To test whether Bk directly excites motoneurons, we recorded activity from 200 lumbar motoneurons in response to a brief (≤2 min) bath application of Bk (8 µM). Among them, 154 (77%) displayed a reversible membrane depolarization (Figure 3A) while the remaining 46 had no responses. The onset of the depolarization was slow, taking close to 1 min to peak, and subsided slowly over 3–5 min during washout. During the peak of the depolarizing response, spikelets, indicative of electrical coupling to other neurons, were sometimes seen (Figure 3A, inset). The amplitude of the depolarization was not changed after blockade of glutamatergic input with kynurenate (1.5 mM) or by CNQX (10 µM) and AP-5 (20 µM) (92.9 ± 17.8% of the control; p = 0.62, Wilcoxon paired test, n = 4 cells; Figure 2A, right). These effects were thus not exclusively caused by a feed-forward network of excitatory synaptic input to motoneurons, but rather probably involved a direct postsynaptic action. Supporting this idea, the Bk-induced depolarization persisted in the presence of 0.5–1 μM TTX (12.9 ± 0.6 mV; n = 154; Figure 3B). The effects of Bk were fully reversible without tachyphylaxis; when Bk was repetitively applied at intervals of 20 min, the amplitude of the second response was not significantly reduced from the first response (95.6 ± 13.9% of the first response; p = 0.22, Wilcoxon paired test, n = 7 cells; Figure 3B). Previous indirect evidence suggested that Bk's actions on lumbar motoneurons were secondary to the activation of NK1 receptors by substance P released from primary afferent C-fibers (Dunn and Rang, 1990). To test this hypothesis, we added Bk in the presence of spantide (2–5 µM), a selective NK1 receptor antagonist (IC50 = 1.5 µM; Merali et al., 1988), that has been shown to depress the responses of neonatal rat motoneurons to substance P (Yanagisawa and Otsuka, 1990). Spantide did not attenuate Bk-induced responses (response in spantide 92.1 ± 18% of control response; p = 0.62, Wilcoxon paired test, n = 4 cells; see Figure 3—figure supplement 1). Note that the long-lasting reflex induced by Bk from an in vitro hemicord preparation was not occluded by spantide (2 µM) (number of events: 580 ± 58 for control vs 1859 ± 549 during Bk; p = 0.03, Wilcoxon paired test, n = 6; see Figure 1—figure supplement 1). Together, these results argue for a likely direct effect of Bk on lumbar motoneurons.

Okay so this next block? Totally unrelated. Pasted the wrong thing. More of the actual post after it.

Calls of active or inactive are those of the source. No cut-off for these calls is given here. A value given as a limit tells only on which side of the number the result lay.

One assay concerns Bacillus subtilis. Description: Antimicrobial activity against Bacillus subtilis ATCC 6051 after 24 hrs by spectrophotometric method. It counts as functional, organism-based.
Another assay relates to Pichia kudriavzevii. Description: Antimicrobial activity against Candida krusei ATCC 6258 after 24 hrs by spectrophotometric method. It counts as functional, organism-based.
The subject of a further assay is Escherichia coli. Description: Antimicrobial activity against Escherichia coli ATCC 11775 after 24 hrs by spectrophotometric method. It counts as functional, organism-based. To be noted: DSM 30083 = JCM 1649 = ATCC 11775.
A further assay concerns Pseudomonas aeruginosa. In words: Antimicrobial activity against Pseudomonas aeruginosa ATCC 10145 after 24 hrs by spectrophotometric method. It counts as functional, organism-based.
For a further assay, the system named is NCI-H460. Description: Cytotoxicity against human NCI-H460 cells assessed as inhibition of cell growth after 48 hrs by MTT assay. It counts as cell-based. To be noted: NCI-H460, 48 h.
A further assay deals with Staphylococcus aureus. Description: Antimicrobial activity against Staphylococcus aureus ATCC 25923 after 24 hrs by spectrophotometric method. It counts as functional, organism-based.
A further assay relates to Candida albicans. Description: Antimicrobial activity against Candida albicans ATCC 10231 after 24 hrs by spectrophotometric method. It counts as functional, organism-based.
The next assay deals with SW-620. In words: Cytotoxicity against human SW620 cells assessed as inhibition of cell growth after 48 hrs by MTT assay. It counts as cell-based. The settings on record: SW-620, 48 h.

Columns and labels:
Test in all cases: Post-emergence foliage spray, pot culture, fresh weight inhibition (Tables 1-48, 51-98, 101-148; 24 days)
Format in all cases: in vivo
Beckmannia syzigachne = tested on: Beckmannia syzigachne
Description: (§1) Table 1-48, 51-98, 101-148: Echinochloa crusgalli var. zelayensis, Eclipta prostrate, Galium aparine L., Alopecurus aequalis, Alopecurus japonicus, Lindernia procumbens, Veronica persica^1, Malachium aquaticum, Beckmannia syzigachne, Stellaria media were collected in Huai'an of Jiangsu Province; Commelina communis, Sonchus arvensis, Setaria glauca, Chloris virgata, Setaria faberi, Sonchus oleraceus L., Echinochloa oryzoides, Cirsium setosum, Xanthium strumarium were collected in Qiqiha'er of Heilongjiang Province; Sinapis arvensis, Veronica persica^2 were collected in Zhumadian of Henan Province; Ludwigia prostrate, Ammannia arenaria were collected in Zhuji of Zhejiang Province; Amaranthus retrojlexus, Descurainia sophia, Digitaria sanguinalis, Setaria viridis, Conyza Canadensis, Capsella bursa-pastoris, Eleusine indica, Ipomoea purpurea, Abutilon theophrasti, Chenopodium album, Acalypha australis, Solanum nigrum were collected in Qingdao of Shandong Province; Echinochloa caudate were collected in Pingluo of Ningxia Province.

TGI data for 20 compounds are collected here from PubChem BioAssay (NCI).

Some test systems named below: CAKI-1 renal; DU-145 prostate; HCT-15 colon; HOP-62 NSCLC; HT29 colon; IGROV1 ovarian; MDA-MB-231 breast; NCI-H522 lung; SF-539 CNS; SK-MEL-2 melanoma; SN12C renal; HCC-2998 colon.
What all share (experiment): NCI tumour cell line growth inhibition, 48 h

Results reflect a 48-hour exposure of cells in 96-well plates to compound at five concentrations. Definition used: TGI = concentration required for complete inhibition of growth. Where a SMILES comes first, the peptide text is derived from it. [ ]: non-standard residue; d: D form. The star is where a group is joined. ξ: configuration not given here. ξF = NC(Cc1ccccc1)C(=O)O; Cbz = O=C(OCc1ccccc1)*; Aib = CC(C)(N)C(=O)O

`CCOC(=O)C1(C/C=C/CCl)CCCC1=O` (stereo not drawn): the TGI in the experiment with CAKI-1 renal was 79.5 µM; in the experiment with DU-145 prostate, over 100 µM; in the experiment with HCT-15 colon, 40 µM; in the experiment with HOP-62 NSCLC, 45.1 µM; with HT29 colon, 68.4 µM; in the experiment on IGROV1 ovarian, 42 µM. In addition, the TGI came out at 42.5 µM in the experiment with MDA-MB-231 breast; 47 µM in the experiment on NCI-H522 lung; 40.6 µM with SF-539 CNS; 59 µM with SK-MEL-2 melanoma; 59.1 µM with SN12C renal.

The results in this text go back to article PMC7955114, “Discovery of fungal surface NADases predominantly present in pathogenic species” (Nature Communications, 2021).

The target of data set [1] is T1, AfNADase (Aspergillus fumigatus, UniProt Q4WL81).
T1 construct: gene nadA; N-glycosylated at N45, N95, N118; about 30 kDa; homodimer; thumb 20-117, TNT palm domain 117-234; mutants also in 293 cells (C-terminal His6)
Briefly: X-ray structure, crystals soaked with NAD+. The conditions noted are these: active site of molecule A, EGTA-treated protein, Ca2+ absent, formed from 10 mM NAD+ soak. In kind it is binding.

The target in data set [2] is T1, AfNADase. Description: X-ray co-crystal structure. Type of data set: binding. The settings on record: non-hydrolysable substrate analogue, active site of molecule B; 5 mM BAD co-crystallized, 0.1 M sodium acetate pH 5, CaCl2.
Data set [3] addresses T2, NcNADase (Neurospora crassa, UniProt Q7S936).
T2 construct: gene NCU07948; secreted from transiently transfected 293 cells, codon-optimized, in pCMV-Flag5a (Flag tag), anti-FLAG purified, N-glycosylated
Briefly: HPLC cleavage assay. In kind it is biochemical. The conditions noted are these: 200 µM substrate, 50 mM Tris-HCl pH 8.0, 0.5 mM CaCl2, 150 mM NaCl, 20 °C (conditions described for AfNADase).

Bk exerts its biological effects through the activation of two receptors, called B1 and B2 (Hall, 1992). To determine which receptor subtype(s) mediate Bk's effects on motoneurons, we first examined the ability of selective agonists to reproduce the depolarization. Under TTX, the selective B1 agonist, Lys-[Des-Arg9]-Bk (Ki = 1.7 nM; Marceau et al., 1998), at concentrations as high as 3 µM, failed to induce a significant depolarization (2.2 ± 0.6 mV, n = 10 cells; Figure 3C). In contrast, the selective B2 receptor agonist [Hyp]3-Bk (Ki = 314 pM; Windischhofer and Leis, 1997), used at 2 µM evoked a membrane depolarization similar to responses evoked by Bk (11.2 ± 1.5 mV n = 10 cells for [Hyp]3-Bk vs 12.9 ± 0.6 mV, n = 154 for Bk; p = 0.48, Mann–Whitney test; Figure 3C). Consistent with an involvement of B2 receptors, the response to Bk was almost abolished by 2 µM HOE 140 (11.7 ± 2.7% of the control depolarization; p = 0.03, Wilcoxon paired test, n = 6 cells; Figure 3D), a potent and selective B2 receptor antagonist (IC50 = 420 pM; Eggerickx et al., 1992). Together, these results strongly suggest that Bk depolarizes motoneurons mainly via activation of B2 receptors.